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Department of Geography


ISI-MIP2: phase 2 of the Inter-Sectoral Impact Model Intercomparison Project

The Inter-Sectoral Impact Model Intercomparison Project aims to compare potential future climate change impacts across different sectors and scales within a common framework and at different levels of projected warming. Consistent climate and socio-economic input data provide the basis for a cross-sectoral integration of impact projections.

In Cambridge we are developing and using models of ecosystem dynamics to contribute to the biomes component of ISI-MIP. In the first phase we used the HYBRID4 dynamic global vegetation model to examine the implications of the latest climate change predictions (analysed in the AR5 IPCC reports) for future natural vegetation at the global scale. HYBRID4 simulates the regeneration, growth, and death of individual trees of different types and grasses at the global scale using a gap-model approach, and includes many details of how plant physiological processes respond to environmental drivers. We have found that these features lead to different predictions than other more aggregated models, and are further developing and testing the performance of this and later versions of HYBRID within ISI-MIP2.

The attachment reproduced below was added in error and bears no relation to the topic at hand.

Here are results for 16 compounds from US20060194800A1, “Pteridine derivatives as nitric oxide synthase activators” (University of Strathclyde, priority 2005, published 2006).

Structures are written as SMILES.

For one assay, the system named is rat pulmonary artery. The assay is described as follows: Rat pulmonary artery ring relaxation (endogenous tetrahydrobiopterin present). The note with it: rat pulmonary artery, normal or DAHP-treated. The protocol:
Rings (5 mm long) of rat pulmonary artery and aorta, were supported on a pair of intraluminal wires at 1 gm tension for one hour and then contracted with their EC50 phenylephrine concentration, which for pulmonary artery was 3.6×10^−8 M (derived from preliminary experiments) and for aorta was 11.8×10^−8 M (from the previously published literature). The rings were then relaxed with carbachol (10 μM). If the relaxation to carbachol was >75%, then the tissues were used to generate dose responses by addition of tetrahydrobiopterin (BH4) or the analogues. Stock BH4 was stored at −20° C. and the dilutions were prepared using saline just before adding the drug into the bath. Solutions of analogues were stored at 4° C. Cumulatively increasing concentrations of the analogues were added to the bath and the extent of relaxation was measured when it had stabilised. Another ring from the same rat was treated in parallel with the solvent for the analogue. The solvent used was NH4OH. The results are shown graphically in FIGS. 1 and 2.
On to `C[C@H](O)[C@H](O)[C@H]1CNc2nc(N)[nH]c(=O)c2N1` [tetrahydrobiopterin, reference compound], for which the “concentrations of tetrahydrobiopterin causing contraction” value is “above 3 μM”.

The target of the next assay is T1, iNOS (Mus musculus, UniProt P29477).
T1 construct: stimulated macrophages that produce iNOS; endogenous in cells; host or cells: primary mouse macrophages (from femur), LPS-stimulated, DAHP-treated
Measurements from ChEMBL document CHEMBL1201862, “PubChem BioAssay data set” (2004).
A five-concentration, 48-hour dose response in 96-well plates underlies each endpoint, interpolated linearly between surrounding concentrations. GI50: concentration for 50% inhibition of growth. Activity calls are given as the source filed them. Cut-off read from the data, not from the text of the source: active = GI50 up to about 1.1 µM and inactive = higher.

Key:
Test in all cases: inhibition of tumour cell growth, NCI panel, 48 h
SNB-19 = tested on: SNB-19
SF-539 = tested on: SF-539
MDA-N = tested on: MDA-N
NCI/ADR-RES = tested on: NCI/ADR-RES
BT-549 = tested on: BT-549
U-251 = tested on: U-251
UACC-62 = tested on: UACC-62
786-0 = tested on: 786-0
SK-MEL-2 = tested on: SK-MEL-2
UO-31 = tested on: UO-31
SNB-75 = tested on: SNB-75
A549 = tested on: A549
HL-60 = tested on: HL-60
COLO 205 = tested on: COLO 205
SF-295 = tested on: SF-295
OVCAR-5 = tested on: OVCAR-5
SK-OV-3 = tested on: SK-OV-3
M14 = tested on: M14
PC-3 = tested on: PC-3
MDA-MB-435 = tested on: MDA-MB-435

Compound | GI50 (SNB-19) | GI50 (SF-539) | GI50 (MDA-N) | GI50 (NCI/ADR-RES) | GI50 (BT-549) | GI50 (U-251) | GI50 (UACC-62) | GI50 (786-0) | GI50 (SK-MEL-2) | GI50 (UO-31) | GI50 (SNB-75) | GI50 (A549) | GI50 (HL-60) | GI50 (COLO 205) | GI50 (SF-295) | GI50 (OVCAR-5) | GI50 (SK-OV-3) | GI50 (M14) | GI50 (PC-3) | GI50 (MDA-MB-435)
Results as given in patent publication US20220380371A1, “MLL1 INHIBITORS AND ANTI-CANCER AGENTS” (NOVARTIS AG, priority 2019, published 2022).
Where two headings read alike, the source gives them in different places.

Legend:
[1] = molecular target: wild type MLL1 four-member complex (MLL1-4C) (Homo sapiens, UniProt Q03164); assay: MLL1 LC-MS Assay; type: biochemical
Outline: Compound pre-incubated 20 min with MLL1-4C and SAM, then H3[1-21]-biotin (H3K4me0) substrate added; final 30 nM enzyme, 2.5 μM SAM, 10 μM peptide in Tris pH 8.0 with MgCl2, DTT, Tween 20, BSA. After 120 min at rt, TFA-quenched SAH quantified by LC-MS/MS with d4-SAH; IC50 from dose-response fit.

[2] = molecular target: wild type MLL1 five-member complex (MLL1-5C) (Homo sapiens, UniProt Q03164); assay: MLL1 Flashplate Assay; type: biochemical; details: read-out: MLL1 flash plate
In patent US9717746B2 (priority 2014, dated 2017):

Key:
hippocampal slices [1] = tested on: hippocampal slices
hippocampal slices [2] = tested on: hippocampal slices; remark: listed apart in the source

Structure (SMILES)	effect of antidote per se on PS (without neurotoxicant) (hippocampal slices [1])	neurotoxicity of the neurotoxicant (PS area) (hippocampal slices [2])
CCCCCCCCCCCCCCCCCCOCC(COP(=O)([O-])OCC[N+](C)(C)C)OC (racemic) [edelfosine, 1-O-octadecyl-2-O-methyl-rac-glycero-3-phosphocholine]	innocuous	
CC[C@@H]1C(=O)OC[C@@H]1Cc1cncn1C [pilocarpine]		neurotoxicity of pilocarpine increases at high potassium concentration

• Friend AD, Lucht W, Rademacher TT, Keribin R, Betts R, Cadule P, Ciais P, Clark DB, Dankers R, Falloon PD, Ito A, Kahana R, Kleidon A, Lomas MR, Nishina K, Sebastian Ostberg S, Pavlick R, Peylin P, Schaphoff S, Vuichard N, Warszawski L, Wiltshire A, Woodward FI. 2013. Carbon residence time dominates uncertainty in terrestrial vegetation responses to future climate and atmospheric CO2. Proceedings of the National Academy of Sciences 111, 3280-3285, doi:10.1073/pnas.1222477110
  • Friend AD and White A. 2000. Evaluation and analysis of a dynamic global vegetation model under preindustrial conditions at the global scale. Global Biogeochemics Cycles 14, 1173-1190.
  • Warszawski L, Frieler K, Huber V, Piontek F, Serdeczny O, Schewe J. 2013. The Inter-Sectoral Impact Model Intercomparison Project (ISI-MIP): Project framework. Proceedings of the National Academy of Sciences 111, 3228-3232, doi: 10.1073/pnas.1312330110

Maps showing changes in vegetation carbon, productivity, and carbon residence time predicted by seven different dynamic global vegetation models under the same climate change projection between A.D. 2005 and 2099. The capital letters indicate the processes in the models which strongly contribute to the productivity and residence time behaviour: D = dynamic vegetation, F = fire, N = nitrogen cycle, V = vapour pressure deficit effects on stomatal conductance, S = senescence response to temperature, and M = mortality response to temperature.